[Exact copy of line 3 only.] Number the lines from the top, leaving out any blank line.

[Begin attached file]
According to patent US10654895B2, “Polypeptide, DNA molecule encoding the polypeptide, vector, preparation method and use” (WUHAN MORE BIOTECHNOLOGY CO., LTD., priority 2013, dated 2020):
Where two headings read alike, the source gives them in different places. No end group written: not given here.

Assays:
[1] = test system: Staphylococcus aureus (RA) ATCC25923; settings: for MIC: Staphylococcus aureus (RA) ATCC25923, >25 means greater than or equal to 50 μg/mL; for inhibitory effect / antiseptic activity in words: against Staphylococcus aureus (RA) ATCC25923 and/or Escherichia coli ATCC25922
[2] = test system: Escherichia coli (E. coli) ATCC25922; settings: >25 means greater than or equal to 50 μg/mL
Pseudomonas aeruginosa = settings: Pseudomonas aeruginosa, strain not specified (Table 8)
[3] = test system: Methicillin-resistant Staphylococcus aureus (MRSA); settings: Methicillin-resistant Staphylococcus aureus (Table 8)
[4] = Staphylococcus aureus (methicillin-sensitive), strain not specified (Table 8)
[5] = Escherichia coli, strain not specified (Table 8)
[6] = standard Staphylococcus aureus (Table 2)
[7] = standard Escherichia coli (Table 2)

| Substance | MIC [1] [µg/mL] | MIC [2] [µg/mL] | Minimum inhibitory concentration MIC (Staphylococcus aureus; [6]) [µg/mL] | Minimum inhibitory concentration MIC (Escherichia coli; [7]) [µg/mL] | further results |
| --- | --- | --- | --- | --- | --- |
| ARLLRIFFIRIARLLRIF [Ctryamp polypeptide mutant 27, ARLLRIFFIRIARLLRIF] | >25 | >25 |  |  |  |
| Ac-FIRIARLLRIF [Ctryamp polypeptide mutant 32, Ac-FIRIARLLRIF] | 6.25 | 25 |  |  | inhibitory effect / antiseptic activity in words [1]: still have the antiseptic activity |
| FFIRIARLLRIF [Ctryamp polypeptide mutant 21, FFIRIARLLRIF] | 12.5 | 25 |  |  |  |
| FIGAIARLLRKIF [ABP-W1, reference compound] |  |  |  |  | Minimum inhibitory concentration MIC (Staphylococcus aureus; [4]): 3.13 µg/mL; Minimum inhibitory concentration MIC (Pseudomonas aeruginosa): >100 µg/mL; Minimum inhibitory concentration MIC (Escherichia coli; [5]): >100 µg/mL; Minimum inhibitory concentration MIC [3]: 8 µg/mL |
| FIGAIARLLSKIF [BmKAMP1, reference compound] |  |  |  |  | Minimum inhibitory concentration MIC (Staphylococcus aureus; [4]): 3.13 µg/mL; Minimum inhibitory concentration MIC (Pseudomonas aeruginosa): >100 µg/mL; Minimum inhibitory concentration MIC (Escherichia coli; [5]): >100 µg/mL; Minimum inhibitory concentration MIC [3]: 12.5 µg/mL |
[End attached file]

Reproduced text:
Assays: